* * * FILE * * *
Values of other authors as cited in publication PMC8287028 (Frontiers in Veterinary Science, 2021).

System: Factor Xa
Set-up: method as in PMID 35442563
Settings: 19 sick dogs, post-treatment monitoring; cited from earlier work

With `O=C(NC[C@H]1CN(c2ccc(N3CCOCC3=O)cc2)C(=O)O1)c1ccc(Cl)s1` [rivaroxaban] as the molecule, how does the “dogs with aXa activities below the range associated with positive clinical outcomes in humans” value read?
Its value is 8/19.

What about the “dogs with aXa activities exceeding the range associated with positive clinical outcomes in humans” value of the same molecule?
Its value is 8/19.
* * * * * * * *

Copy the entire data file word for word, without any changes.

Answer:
Values of other authors as cited in publication PMC8287028 (Frontiers in Veterinary Science, 2021).

System: Factor Xa
Set-up: method as in PMID 35442563
Settings: 19 sick dogs, post-treatment monitoring; cited from earlier work

With `O=C(NC[C@H]1CN(c2ccc(N3CCOCC3=O)cc2)C(=O)O1)c1ccc(Cl)s1` [rivaroxaban] as the molecule, how does the “dogs with aXa activities below the range associated with positive clinical outcomes in humans” value read?
Its value is 8/19.

What about the “dogs with aXa activities exceeding the range associated with positive clinical outcomes in humans” value of the same molecule?
Its value is 8/19.